Album Collections or Greatest Hits?

Album Collections or Greatest Hits?

While traveling with one of my work managers on the drive home last week, a conversation emerged that inspired today’s blog. Our mutual love for music could probably lead to hours and hours of chatter, but on this particular occasion, the topic came up about the decision to load up on an artists’s every work versus wanting just their biggest-sellers in your own music collection. What criteria do you use when making that call? What compels you to buy album after album for one artist but need only a greatest hits compilation for another? Hmm…

 

After we chatted, I started thinking at greater length about our own combined music collection here at the Kuhn abode. It’s true that while there are artists between us for which we have nearly everything they’ve ever done or quite a few albums regardless of the genre or number of hits on them (artists such as The Beatles, REM, U2, Sheryl Crow, Bob Dylan, Kelly Clarkson and The Monkees), we also have artists that we absolutely love their sound but the thought of suddenly loading up on their individual albums released along the way has never crossed my mind.  (I won’t speak for Mr. K on that one, just me.)

ThePretenders-GreatestHits    CheapTrick-GreatestHits

 

For example, groups like Cheap Trick, B52s, Talking Heads, The Pretenders, Foreigner, Doobie Brothers… love them all. But barring a few of these artists for which we have maybe one other album, we rely more heavily on their greatest hits for satisfying our taste of their music. And that totally works for me.)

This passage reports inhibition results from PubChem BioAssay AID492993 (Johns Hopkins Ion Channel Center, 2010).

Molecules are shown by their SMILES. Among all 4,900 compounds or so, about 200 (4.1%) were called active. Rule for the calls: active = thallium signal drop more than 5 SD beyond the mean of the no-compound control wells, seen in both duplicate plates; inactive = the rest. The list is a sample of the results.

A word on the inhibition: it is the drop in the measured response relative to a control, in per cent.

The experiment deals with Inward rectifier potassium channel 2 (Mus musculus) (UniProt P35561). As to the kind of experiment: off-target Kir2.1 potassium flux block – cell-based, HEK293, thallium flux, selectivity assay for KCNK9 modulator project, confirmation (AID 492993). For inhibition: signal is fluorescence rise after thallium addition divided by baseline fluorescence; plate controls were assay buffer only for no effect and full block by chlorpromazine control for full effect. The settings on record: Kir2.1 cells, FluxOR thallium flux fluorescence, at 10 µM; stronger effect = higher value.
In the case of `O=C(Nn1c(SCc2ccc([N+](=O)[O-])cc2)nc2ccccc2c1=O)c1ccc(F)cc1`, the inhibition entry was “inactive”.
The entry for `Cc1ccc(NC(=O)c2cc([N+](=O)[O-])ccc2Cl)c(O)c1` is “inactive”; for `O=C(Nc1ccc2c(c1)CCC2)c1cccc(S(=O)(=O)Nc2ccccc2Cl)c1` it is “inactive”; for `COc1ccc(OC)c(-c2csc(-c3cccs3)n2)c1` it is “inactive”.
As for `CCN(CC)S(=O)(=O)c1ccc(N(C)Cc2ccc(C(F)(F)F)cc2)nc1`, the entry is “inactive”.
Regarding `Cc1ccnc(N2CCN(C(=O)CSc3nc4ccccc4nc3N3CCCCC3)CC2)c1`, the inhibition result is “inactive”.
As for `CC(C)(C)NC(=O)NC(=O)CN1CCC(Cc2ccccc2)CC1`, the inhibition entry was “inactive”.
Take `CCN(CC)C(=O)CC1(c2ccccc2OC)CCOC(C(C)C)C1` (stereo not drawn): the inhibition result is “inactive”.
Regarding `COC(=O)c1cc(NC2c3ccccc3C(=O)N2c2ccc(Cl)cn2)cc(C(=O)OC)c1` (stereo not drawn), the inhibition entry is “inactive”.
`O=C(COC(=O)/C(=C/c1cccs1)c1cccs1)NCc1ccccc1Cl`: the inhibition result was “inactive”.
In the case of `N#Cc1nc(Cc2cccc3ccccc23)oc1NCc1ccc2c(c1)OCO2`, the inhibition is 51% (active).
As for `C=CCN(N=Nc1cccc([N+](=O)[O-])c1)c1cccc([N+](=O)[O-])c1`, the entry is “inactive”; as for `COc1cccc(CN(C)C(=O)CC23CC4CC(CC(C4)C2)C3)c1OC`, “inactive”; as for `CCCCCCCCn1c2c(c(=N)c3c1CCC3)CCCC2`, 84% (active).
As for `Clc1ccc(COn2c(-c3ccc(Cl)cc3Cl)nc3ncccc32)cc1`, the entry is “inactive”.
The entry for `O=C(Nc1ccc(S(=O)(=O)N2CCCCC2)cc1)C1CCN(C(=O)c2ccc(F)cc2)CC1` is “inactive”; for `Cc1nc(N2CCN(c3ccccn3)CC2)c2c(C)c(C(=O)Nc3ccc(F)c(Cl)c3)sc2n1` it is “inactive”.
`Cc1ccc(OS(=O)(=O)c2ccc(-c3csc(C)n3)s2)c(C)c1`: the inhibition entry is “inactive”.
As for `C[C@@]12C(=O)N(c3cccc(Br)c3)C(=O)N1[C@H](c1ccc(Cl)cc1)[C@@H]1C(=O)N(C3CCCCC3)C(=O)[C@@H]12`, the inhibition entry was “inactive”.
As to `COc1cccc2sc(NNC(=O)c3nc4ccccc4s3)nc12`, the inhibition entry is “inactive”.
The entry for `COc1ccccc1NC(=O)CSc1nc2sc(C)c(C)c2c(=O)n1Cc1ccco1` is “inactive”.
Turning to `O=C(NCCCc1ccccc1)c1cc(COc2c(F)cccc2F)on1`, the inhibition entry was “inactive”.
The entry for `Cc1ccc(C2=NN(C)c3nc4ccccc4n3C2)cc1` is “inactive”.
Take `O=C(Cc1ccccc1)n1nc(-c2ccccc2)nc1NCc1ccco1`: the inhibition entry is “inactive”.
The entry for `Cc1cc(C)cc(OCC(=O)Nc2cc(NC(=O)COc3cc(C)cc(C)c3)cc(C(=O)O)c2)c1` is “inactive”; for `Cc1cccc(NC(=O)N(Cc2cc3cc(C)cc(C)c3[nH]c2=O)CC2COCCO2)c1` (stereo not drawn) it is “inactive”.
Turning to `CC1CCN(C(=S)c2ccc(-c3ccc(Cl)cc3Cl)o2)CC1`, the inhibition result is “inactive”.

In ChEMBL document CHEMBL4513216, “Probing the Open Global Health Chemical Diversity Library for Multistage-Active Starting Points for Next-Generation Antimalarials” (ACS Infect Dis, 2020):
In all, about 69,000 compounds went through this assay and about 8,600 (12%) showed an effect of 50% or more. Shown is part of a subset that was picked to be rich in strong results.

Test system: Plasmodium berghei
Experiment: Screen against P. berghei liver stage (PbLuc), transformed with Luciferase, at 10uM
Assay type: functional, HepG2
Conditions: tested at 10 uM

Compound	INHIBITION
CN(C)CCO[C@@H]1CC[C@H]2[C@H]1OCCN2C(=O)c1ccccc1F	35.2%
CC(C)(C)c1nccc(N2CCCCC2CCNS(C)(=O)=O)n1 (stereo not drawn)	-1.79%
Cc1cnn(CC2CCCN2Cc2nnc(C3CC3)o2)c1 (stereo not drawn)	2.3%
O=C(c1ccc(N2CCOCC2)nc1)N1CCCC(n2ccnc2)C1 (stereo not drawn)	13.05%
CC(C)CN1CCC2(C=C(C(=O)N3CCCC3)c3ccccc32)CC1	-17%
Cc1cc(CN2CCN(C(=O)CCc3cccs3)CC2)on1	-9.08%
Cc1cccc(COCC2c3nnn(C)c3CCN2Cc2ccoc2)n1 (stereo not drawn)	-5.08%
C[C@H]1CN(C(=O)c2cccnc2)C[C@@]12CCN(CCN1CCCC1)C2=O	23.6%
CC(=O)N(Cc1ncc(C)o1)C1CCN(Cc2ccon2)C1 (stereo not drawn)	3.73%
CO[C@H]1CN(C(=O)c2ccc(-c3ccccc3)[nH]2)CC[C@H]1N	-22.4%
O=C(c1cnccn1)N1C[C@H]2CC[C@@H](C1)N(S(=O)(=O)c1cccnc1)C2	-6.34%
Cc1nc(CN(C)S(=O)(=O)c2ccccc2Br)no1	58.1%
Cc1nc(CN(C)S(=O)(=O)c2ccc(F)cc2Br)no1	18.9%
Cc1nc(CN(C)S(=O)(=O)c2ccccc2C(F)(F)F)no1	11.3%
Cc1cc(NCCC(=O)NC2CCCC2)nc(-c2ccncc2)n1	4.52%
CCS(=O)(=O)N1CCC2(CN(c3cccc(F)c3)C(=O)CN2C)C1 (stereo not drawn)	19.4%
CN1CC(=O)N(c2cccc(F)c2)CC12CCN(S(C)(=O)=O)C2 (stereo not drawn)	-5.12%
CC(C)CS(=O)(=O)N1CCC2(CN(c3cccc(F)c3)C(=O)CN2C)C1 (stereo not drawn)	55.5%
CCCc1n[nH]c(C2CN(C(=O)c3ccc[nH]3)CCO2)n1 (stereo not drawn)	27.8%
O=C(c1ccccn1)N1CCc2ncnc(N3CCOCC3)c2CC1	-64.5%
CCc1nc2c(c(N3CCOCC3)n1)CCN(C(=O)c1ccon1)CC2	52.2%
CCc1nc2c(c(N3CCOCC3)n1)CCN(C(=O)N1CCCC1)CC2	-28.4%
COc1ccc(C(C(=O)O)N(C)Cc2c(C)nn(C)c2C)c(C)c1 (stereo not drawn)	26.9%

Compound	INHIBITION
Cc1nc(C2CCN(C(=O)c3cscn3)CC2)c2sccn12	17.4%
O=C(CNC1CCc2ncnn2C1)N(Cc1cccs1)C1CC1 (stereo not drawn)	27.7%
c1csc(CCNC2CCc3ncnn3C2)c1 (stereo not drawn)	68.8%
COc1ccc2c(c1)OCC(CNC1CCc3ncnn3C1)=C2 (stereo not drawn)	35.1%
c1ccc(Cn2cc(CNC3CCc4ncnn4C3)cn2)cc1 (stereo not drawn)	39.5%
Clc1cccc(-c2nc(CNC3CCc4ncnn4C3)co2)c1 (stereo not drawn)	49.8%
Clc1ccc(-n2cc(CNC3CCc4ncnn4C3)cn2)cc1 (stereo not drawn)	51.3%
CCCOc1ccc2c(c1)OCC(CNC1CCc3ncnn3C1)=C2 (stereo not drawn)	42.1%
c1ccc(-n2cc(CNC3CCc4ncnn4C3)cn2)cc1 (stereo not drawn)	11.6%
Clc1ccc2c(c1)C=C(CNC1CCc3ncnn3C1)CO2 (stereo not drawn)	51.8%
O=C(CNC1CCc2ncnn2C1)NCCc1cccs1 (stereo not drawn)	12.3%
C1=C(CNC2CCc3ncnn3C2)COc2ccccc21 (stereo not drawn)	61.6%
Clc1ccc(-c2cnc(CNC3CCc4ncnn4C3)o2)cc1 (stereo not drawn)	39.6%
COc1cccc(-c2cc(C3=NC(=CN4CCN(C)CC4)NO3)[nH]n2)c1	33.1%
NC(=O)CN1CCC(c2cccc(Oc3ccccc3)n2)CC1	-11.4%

ElvisCostello-KingOfAmericaWhat fascinates me most is what is it about an artist that prompts me to go from getting their greatest hits to deciding ‘nope, that’s not enough. I NEED to hear more?’ I’ll give you a perfect example for me — Elvis Costello. I went from thinking in the 1980′s ‘who is this guy and why is he trying to look like Buddy Holly?’ to finding I liked some of his songs on rock and community radio stations when I heard it, and finally giving in and buying his greatest hits. My discovery was I didn’t know MOST of the songs on that album and I loved MOST of them. If I was that happy with all of these songs new to me, just imagine what I might find on his regular albums, I concluded. So that was all I needed. I slowly began building my Elvis Costello collection which I believe consists of four other albums since that greatest hits. I absolutely foresee buying more in the future.

 

 

DavidGray-DrawTheLineDavid Gray is another example. And I didn’t even own the first album. I or one of the boys had bought the hubs Gray’s successful White Ladder album featuring the hit “Babylon” for a birthday present or Christmas gift. I found myself borrowing the CD. A LOT. Finally, at our local haven for cheap used CD’s Sound Exchange (aka music mecca for the Kuhns), I found several of his old albums on CD which we purchased, and have been continuing to buy David Gray work – old and new – ever since. I find with him, maybe more than any other artist (including the Beatles), I am drawn to every song and am rarely disappointed by anything that man releases musically. Sigh. Now if I could only see him live… One day hopefully.

 

 

 

What about you — are there certain music artists for which you must have everything they have ever created regardless of its status as a hit or not? And what singers or bands would you be perfectly content to have only their greatest hits sitting in your music collection and need nothing further until the next hits collection arrives?

 

Feel free to chime in about your “album artists” versus “hits only” artists and why that is. I’d love to hear from you. And as always, thanks for reading. ~ Chris K.

 

 

 

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